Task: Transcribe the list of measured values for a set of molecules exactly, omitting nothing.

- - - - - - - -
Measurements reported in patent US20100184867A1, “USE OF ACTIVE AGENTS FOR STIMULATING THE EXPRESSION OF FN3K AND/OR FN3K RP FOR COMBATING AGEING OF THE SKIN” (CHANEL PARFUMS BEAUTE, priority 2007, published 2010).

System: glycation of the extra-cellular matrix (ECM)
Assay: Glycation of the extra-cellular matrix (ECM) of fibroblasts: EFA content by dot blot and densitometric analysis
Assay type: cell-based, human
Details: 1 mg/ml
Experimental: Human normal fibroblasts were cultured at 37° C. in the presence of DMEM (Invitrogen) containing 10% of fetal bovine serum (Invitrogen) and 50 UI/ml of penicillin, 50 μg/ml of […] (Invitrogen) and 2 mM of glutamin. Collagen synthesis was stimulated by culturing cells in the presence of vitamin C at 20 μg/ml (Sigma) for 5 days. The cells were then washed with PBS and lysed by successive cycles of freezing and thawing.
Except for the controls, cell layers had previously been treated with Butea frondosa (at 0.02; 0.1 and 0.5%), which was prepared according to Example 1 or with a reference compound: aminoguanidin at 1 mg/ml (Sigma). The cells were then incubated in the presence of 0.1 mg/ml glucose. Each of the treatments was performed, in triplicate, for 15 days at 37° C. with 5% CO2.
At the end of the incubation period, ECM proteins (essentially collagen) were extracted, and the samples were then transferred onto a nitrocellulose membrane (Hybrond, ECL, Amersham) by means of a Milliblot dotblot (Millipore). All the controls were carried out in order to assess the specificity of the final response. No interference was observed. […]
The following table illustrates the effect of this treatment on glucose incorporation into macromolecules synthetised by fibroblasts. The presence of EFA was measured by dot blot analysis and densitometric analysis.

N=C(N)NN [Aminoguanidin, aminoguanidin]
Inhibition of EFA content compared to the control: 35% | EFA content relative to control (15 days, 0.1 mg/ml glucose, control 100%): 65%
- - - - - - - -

Measurements reported in patent US20100184867A1, “USE OF ACTIVE AGENTS FOR STIMULATING THE EXPRESSION OF FN3K AND/OR FN3K RP FOR COMBATING AGEING OF THE SKIN” (CHANEL PARFUMS BEAUTE, priority 2007, published 2010).

System: glycation of the extra-cellular matrix (ECM)
Assay: Glycation of the extra-cellular matrix (ECM) of fibroblasts: EFA content by dot blot and densitometric analysis
Assay type: cell-based, human
Details: 1 mg/ml
Experimental: Human normal fibroblasts were cultured at 37° C. in the presence of DMEM (Invitrogen) containing 10% of fetal bovine serum (Invitrogen) and 50 UI/ml of penicillin, 50 μg/ml of […] (Invitrogen) and 2 mM of glutamin. Collagen synthesis was stimulated by culturing cells in the presence of vitamin C at 20 μg/ml (Sigma) for 5 days. The cells were then washed with PBS and lysed by successive cycles of freezing and thawing.
Except for the controls, cell layers had previously been treated with Butea frondosa (at 0.02; 0.1 and 0.5%), which was prepared according to Example 1 or with a reference compound: aminoguanidin at 1 mg/ml (Sigma). The cells were then incubated in the presence of 0.1 mg/ml glucose. Each of the treatments was performed, in triplicate, for 15 days at 37° C. with 5% CO2.
At the end of the incubation period, ECM proteins (essentially collagen) were extracted, and the samples were then transferred onto a nitrocellulose membrane (Hybrond, ECL, Amersham) by means of a Milliblot dotblot (Millipore). All the controls were carried out in order to assess the specificity of the final response. No interference was observed. […]
The following table illustrates the effect of this treatment on glucose incorporation into macromolecules synthetised by fibroblasts. The presence of EFA was measured by dot blot analysis and densitometric analysis.

N=C(N)NN [Aminoguanidin, aminoguanidin]
Inhibition of EFA content compared to the control: 35% | EFA content relative to control (15 days, 0.1 mg/ml glucose, control 100%): 65%